REVIEW: On the Farm by Stevie Cameron

It’s taken me a while to get through this one, not because it has over 700 pages, but because there aren’t enough hours in the day! And most certainly not because I wanted to put it down!!!  This would have to be one of the best true crime books I’ve read yet.

On the Farm — Stevie Cameron (Click link to buy kindle version)

IMG_5904If you’re like me and not too familiar with the serial killers in Canada, then I suggest that you make this book your first. Robert William Pickton is one of three sibling born in western canada.  He admitted to killing 49 prostitutes, saying he was trying to get to 50.

What I really loved about this book is it’s thoroughness of in her investigation of all of those who were involved in the case. Right from the start of the missing woman, the start of the investigation task force, the trial, and the verdict.

I’ve seen other reviews that complained about the detail the author goes into with the victims. Also of those such as the police and other criminal justice professionals. But I loved it. Too often are we told all the details of the offender and sometimes that can be seen as disrespectful to victims. This book almost focuses on the victims a fair bit more than the offender I believe, and there are many. We learn who they are as people; where they grew up, their struggles, and their families. It’s heartbreaking because only some of the victims didn’t have families that noticed their disappearnace and report them missing. There’s only a few sentences about those ones.

It’s more heartbreaking when you read the heartbreak of their families, who remind us that these women, whether you agree with their lifestyle or not, were human. They were loved and missed, and in many instances they had children who continue to love and miss them.  What’s equally sad is that when they were reported, the police didn’t acknowledge them, and as a result this went on for 30 odd years.  That’s a long time, and as a result a lot of woman went missing and murdered.

It was great to read about the police, detectives, and lawyers who were also involved. Read about the politics and hardships that they face. Even though there were mistake made by them, you can’t imagine the incredible difficulties that the criminal justice system have, and how single officers or detectives don’t have the luxuries of taking things upon themselves, they have to follow the system. It doesn’t make this story any less tragic, but I see the difficulties they face. Admittedly, there were people in the book I didn’t take to. And if you choose to read this, you might agree.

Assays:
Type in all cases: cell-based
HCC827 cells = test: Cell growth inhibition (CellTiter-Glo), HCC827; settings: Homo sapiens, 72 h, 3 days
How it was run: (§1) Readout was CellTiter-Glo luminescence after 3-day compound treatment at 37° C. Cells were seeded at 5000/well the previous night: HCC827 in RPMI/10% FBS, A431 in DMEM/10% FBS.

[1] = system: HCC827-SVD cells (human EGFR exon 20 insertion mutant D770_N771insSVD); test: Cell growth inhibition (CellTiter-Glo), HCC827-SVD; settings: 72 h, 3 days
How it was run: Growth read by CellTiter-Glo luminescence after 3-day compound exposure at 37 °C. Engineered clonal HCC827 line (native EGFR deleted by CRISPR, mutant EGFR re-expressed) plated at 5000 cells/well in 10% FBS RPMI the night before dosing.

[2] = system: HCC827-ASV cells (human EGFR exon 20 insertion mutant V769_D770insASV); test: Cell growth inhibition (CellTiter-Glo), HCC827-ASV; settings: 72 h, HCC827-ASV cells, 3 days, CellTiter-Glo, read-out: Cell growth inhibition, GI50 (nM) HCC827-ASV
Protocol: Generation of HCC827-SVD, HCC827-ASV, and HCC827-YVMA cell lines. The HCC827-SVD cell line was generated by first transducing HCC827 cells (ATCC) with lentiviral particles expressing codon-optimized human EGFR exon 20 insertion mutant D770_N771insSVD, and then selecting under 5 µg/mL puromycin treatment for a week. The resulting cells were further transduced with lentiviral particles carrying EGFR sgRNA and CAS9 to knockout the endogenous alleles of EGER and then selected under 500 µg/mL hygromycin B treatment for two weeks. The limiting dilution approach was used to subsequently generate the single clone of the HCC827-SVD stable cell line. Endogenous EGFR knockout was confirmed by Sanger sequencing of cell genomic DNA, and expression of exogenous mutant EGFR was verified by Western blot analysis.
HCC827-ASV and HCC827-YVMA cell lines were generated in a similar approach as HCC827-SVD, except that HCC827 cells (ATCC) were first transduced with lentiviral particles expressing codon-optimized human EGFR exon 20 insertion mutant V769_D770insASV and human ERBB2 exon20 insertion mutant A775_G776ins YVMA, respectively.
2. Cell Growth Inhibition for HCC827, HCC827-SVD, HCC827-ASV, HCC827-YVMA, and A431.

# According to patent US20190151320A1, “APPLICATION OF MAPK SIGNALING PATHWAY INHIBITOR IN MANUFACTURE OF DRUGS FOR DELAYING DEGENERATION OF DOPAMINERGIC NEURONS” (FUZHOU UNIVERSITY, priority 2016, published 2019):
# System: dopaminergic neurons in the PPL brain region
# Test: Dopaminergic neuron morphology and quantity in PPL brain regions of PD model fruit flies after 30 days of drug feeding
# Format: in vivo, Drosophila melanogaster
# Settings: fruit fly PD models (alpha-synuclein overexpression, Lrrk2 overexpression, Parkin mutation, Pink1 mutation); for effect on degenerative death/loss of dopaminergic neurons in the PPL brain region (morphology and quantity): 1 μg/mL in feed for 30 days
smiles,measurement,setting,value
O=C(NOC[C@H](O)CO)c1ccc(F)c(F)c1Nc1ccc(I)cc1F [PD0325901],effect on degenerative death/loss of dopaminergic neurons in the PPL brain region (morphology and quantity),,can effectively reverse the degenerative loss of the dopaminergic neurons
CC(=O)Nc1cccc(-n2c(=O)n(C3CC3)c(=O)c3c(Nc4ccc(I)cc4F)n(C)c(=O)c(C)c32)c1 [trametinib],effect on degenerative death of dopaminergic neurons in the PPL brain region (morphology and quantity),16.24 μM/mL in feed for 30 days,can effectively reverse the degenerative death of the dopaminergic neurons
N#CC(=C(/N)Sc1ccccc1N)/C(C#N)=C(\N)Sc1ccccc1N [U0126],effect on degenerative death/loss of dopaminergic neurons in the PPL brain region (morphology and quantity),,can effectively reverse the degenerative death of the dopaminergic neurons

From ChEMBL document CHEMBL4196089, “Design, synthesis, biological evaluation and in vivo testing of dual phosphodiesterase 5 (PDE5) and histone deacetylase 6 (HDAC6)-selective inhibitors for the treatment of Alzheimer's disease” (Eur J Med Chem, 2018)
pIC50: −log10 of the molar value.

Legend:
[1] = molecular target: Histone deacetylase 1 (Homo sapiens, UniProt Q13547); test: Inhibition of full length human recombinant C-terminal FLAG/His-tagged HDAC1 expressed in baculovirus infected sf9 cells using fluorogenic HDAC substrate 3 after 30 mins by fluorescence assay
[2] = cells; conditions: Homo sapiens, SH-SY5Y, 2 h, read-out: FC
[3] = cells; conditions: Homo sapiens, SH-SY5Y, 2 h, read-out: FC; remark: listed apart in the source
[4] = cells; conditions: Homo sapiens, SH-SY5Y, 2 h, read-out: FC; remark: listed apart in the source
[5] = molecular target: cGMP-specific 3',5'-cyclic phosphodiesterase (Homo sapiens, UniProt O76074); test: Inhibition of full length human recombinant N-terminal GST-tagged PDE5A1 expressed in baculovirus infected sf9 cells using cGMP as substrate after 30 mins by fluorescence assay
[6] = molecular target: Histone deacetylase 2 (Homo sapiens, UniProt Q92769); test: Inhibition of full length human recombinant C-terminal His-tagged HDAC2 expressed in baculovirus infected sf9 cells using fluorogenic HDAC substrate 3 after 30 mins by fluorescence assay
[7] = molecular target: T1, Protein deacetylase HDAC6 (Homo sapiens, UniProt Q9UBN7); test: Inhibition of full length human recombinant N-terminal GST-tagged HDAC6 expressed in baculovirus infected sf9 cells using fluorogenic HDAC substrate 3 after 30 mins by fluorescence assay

Overall, this book was wonderful. It didn’t drag for me, I really appreciated and enjoyed the thorough description of those people this tragedy touched, as well as a look at the offender, his life, and his family. I was disappointed with the trial in that it wasn’t the outcome I wanted for the families, some of them haven’t received their justice and it’s really very heartbreaking, some of those women weren’t even found, or only DNA or tiny parts of them found. You can’t begin to imagine what they went through or their families. Stevie does an excellent job of making us notice the victims. Feel for the victims. It’s the victims that deserve to have their story told and she doesn’t this wonderfully.

I give this book: large_cute-bookworm 1large_cute-bookworm 1large_cute-bookworm 1large_cute-bookworm 1large_cute-bookworm 1/ out of 5

Happy reading

Nat large_cute-bookworm 1


Published by A.Bookish.Rainbow.Sanctuary

Avid reader and 'collector' of books. I'm a prison psychologist and criminologist, so no surprise when I admit I have a particular like in true crime and psychological/police procedure thrillers and suspense books.

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